COVID-19: In no man’s land, community engagement helps people fight rumours
In the wake of the global COVID-19 crisis, the camp has been rife with misinformation about the virus. From believing that they will not be affected by COVID-19 to fearing that testing positive might be a "death sentence", those residing in the area have been relying on bits of information gathered from various sources. And the rumours seem to be spreading faster than the useful tips and credible guidelines on how to control the spread of this pandemic.
Concerned about this trend, community leader Arif says, "People are illiterate, and they tend to believe the rumours quickly. In fact, they think the virus will not affect them, and hence they've not been taking the health and hygiene advisories seriously."
Information as aid
Earlier outbreaks of highly contagious infections like diphtheria and cholera or mosquito-borne infections such as malaria and dengue show that credible and accurate communication combined with community engagement goes a long way in handling outbreaks in camps such as Konarpara. To break the chain of containment, isolation measures work much better when coupled with accurate messages to encourage and instill behavioural change. With COVID-19, nothing could be truer.
Working towards this end, the International Committee of the Red Cross (ICRC), in partnership with the Bangladesh Red Crescent Society, has put community engagement at the heart of our response. Since August 2017, when the area witnessed a massive influx of people from Myanmar's Rakhine state, we have aimed to balance our work of building and strengthening infrastructure and facilities with innovative community engagement methods to bring about a positive change in behaviour.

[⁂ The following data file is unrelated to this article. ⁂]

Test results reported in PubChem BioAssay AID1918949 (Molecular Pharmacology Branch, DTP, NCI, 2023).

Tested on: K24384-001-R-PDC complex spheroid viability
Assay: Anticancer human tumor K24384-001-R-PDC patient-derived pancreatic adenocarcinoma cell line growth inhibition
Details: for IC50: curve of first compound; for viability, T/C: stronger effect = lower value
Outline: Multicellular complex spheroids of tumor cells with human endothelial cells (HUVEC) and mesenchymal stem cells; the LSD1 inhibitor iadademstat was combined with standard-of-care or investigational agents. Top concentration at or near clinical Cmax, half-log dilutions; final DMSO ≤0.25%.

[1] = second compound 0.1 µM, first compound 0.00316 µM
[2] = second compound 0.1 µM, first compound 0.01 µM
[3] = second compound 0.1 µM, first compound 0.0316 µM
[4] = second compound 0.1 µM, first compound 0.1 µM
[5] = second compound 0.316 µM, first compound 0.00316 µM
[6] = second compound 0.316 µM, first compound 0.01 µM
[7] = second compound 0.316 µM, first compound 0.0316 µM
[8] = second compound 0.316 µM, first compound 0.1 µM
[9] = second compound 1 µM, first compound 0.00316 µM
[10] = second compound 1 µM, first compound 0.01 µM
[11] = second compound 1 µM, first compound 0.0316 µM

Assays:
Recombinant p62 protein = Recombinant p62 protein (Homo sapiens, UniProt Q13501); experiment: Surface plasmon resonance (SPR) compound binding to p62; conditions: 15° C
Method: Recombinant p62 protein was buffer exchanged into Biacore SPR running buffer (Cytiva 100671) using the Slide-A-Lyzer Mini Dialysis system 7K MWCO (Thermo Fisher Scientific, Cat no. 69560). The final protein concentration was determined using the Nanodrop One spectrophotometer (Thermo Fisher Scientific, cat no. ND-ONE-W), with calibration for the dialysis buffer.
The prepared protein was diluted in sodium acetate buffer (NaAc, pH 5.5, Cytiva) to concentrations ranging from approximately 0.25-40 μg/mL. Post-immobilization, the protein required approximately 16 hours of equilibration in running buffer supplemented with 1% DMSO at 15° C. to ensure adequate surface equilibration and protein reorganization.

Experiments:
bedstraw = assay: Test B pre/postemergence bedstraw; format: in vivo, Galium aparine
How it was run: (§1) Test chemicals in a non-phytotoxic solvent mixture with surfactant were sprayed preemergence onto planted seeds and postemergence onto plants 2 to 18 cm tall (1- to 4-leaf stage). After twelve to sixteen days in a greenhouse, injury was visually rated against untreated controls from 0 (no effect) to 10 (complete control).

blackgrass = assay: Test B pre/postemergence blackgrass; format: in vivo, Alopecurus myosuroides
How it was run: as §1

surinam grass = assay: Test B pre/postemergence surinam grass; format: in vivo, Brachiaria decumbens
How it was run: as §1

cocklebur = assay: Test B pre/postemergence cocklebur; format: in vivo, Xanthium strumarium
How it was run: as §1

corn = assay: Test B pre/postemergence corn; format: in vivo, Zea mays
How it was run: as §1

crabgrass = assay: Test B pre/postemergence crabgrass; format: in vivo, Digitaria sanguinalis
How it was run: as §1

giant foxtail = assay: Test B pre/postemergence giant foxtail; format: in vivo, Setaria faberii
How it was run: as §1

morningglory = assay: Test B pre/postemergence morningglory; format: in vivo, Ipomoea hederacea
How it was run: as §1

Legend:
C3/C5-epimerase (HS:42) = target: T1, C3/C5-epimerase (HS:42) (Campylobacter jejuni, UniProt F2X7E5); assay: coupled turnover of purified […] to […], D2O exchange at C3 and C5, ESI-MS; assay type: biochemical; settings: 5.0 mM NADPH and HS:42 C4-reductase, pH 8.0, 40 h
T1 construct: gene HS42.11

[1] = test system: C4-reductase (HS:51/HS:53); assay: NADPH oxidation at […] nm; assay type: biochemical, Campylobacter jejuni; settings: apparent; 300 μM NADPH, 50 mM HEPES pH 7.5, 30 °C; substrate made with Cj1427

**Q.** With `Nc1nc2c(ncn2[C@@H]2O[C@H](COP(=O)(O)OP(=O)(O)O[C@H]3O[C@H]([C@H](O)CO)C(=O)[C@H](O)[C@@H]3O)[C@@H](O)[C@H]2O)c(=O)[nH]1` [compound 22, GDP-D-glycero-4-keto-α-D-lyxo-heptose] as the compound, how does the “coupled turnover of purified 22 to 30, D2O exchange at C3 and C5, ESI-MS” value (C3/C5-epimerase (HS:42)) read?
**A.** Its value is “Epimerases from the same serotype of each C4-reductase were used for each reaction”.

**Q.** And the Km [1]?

For Sumi, an ICRC staff member who has been working with communities in Konarpara camp on ways to improve hygiene and infection-control behaviour, COVID-19 poses a unique challenge.
"All camps, including Konarpara, are densely populated. On an average, each makeshift shelter is shared by five to ten people, who also use the same toilets. Thus, the lack of sanitation is always a concern. The preventive measures for novel coronavirus, like washing hands and physical distancing, are tougher to follow for residents of this camp, much like the overcrowded camps in Cox's Bazar."
To avoid overcrowding, the ICRC has been holding information sessions with smaller groups, primarily religious and community leaders and the women's groups in Konarpara. Popular modes of communication like posters, leaflets and audio messages are also being used to spread accurate and consistent public health messages.
After attending one such session, Nurul, a community leader, says, "I will go back and talk to my family members and neighbours about the importance of hand hygiene and other measures to protect ourselves against coronavirus. I wasn't aware that such simple things can make such a big difference."
That the ICRC is the only organization to have access to places like Konarpara camp makes it even more important that we work along with the communities in sharing credible information about the pandemic to help control the spread of COVID-19.